How To setup Apache Virtual Hosts On Ubuntu 18

Introduction

Apache is one of the best web servers that accounts for more than 50% of all active websites and applications on the internet. It is a powerful and flexible package that enables users to deliver content on the web without a struggle.

Apache web server breaks its components and functionality into minute units that can be configured and customized independently. One of these units is the Apache Virtual Host; a component used to describe a domain or a website.

Apache Virtual Hosts enable you to handle multiple websites on one VPS or dedicated server. They permit you to stipulate your site document root, use unique SSL certificate for each site, create different security policies for each domain, and much more.

This tutorial will help you create Apache Virtual Host on your Ubuntu 18.04 system.

Ready? Let’s get started!

Before You Start

For this installation to work out perfectly, you require the following:

  • A domain pointing to a public server Internet Protocol. This tutorial will utilize the domain example.com. (Kindly use your domain name)
  • Fully configured Apache o your Ubuntu 18.04
  • Sudo user with non-root privileges

Step 1 - Creating A Directory Structure

The first step when setting up Apache Virtual Host is to define the directory structure. The spine of our directory structure will be a document root; a location where all the website files for our domain will be stored. The document root can be set to any location, but in our guide we’ll utilize the structure below:

/var/www/
├── domain1.com
│   └── public_html
├── domain2.com
│   └── public_html
├── domain3.com
│   └── public_html

Basically, we should create unique directory inside /var/www for every domain to be hosted on our server. Then, within each the directories, we generate another directory; public_html, that will be used to save the websites files for the domain.

First execute the command below to create a document root directory for example.com:

$ sudo mkdir -p /var/www/example.com/public_html

Next, we’ll create a file; index.html, inside the document root directory of our domain. Then open the file using a nano editor.

 $ sudo nano /var/www/example.com/public_html/index.html

Add the content below to create a demo file:

<!DOCTYPE html>
<html lang="en" dir="ltr">
  <head>
    <meta charset="utf-8">
    <title>Welcome to example.com</title>
  </head>
  <body>
    <h1>Success! example.com home page!</h1>
  </body>
</html>

Note: We are executing the commands in our tutorial as sudo users. Also, the directories and files we have created are owned by a root use. This may result to permission issues and it's always wise to modify the ownership of your document root directory to  www-data (Apache User). Run the command:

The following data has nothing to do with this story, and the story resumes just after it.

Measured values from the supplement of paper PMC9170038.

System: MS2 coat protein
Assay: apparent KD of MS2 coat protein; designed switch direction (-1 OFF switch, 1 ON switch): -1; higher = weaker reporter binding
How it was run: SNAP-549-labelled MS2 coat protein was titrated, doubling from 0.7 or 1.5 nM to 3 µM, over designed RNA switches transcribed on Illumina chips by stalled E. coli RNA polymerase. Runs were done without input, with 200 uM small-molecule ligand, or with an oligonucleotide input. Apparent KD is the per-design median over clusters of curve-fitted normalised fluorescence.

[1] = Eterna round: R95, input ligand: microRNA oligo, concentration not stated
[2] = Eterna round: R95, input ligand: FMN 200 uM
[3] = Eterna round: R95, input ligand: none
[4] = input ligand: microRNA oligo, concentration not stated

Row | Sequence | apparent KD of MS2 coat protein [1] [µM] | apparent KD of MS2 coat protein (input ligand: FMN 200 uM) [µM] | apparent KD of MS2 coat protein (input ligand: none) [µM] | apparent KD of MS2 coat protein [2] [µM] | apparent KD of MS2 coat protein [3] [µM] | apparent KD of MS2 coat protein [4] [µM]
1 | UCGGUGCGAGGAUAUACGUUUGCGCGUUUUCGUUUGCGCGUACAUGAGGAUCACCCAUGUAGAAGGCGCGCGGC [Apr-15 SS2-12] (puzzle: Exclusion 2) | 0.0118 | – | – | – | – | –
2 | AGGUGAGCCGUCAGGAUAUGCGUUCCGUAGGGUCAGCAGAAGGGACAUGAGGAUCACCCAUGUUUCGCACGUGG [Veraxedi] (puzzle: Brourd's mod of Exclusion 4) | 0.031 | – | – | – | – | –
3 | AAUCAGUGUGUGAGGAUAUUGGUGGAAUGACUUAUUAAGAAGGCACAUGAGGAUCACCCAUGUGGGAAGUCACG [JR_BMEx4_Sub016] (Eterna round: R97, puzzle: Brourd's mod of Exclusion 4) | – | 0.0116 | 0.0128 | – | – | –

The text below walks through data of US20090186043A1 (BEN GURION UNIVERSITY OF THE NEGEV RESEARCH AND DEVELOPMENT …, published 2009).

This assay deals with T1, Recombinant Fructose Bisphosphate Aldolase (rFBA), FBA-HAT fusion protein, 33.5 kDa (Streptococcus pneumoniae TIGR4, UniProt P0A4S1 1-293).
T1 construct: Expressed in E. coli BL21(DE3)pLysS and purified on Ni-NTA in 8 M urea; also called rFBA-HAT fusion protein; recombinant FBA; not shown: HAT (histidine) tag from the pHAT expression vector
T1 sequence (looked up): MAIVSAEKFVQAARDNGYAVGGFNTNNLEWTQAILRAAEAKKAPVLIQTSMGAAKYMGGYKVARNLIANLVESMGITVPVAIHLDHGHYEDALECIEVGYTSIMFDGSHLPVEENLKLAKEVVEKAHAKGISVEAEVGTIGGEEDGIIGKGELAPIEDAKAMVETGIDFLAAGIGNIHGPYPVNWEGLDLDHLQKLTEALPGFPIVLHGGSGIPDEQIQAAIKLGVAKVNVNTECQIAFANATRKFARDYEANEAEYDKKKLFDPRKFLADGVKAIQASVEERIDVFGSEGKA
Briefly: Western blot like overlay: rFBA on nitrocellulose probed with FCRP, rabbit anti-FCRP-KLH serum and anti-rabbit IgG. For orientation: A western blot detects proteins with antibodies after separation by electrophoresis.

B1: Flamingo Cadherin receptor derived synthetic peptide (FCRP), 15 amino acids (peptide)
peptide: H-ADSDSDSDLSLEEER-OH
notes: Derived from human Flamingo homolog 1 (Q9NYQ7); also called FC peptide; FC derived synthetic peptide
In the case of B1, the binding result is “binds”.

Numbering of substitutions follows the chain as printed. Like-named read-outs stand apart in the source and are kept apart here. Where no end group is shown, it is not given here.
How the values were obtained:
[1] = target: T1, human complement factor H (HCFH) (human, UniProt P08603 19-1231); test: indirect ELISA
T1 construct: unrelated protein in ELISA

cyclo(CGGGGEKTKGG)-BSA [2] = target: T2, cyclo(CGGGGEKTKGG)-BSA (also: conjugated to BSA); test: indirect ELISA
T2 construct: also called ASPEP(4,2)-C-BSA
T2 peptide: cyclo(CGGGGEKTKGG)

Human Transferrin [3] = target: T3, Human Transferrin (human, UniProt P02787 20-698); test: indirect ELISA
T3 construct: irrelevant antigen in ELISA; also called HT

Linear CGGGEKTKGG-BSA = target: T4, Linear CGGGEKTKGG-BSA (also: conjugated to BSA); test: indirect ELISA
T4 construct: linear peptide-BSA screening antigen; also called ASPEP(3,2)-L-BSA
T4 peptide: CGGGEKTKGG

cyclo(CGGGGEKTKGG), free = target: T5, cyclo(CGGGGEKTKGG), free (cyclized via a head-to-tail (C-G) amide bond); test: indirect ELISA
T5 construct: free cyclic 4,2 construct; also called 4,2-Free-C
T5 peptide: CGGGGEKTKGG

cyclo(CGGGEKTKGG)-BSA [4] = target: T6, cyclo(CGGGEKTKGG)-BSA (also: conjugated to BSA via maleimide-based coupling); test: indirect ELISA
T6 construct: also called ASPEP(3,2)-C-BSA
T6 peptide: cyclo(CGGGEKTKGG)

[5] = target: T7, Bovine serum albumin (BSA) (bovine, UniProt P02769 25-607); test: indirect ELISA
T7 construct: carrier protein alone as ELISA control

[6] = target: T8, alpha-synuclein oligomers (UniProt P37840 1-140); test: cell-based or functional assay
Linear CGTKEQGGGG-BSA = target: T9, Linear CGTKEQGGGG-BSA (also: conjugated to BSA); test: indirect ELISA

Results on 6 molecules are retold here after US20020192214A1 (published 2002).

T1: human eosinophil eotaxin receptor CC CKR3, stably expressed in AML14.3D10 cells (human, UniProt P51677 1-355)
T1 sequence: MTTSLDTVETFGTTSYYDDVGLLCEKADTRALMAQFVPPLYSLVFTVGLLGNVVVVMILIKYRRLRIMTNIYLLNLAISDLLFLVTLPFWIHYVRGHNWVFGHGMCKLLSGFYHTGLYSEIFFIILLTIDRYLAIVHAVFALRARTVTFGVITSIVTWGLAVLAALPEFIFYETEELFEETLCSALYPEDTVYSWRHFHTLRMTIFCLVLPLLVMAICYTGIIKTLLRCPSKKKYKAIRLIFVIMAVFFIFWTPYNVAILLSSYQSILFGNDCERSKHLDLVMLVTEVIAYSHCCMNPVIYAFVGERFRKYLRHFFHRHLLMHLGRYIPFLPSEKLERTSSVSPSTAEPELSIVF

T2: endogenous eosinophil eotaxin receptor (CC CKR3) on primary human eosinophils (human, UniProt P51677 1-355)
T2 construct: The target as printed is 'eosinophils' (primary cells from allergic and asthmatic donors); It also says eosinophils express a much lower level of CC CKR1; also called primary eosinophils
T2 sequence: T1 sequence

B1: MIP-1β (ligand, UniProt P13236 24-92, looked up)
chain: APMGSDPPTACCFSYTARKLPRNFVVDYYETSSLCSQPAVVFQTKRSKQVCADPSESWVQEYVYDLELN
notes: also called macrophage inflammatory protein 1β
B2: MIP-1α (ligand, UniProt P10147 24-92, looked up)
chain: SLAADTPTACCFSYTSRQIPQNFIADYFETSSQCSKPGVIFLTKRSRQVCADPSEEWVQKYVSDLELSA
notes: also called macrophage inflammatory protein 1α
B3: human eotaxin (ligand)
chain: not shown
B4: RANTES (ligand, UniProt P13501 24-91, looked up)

$ sudo chown -R www-data: /var/www/example.com

That’s it! The ownership is changed and you should anticipate no permission issues.

Step 2 - Creating Apache Virtual Hosts

Ubuntu systems store the configuration files of Apache Virtual Hosts in the directory; /etc/apache2/sites-available. This means that creating symlinks to the directory; /etc/apache2/sites-enabled, can easily enable these configuration files. Now, run the command below to open a configuration file:

$ sudo nano /etc/apache2/sites-available/example.com.conf

Add the content below to create a basic configuration file for the Virtual Host:

<VirtualHost *:80>
    ServerName example.com
    ServerAlias www.example.com
    ServerAdmin webmaster@example.com
    DocumentRoot /var/www/example.com/public_html

    <Directory /var/www/example.com/public_html>
        Options -Indexes +FollowSymLinks
        AllowOverrideAll
    </Directory>

    ErrorLog${APACHE_LOG_DIR}/example.com-error.log
    CustomLog${APACHE_LOG_DIR}/example.com-access.log combined
</VirtualHost>

Here is an explanation of the content featured in theConfiguration file:

  • ServerName: This your domain name
  • ServerAlias: This value represents all the other domains, such as your www subdomains.
  • DocumentRoot: This the directory used by Apache to serve domain files.
  • Options: This is a directory used to determine the server features present in a directory. The -Indexes bar directory listings whereas, FollowSymLinks enables Apache to use the symlinks.
  • AllowOverride: As the name suggests, this part stipulates which .htaccess can override configuration directives.
  • ErrorLog, CustomLog: Stipulates the log files’ location.

There is no definite formula for the naming of the configuration files. However, it's always wise to name the configuration file for Apache Virtual Host, using your domain name.

Now, we need to enable the new Apache Virtual Host file. We’ll create a symlink (symbolic link) from the Apache virtual host file to the directory; sites-enabled. Let’s use the the a2ensite helper to enable the virtual host file:

$ sudo a2ensite example.com

Alternatively, create the symlink manually:

$ sudo ln -s /etc/apache2/sites-available/example.com.conf /etc/apache2/sites-enabled/

Once that is done, execute the command below to verify the syntax:

$ sudo apachectl configtest

This will give you the output below:

Syntax OK

Now, restart your Apache2 service to implement the changes:

$ sudo systemctl restart apache2

Finally, go to your web browser and search http://example.com. This will give you the following output:

How To setup Apache Virtual Hosts On Ubuntu 18

Conclusion

Congratulations! You have successfully set up an Apache Virtual Host on your Ubuntu 18.04 virtual server. If you have multiple domains and would like to create Apache Virtual Hosts for them, repeat the steps outlined in the tutorial for each of the domain.

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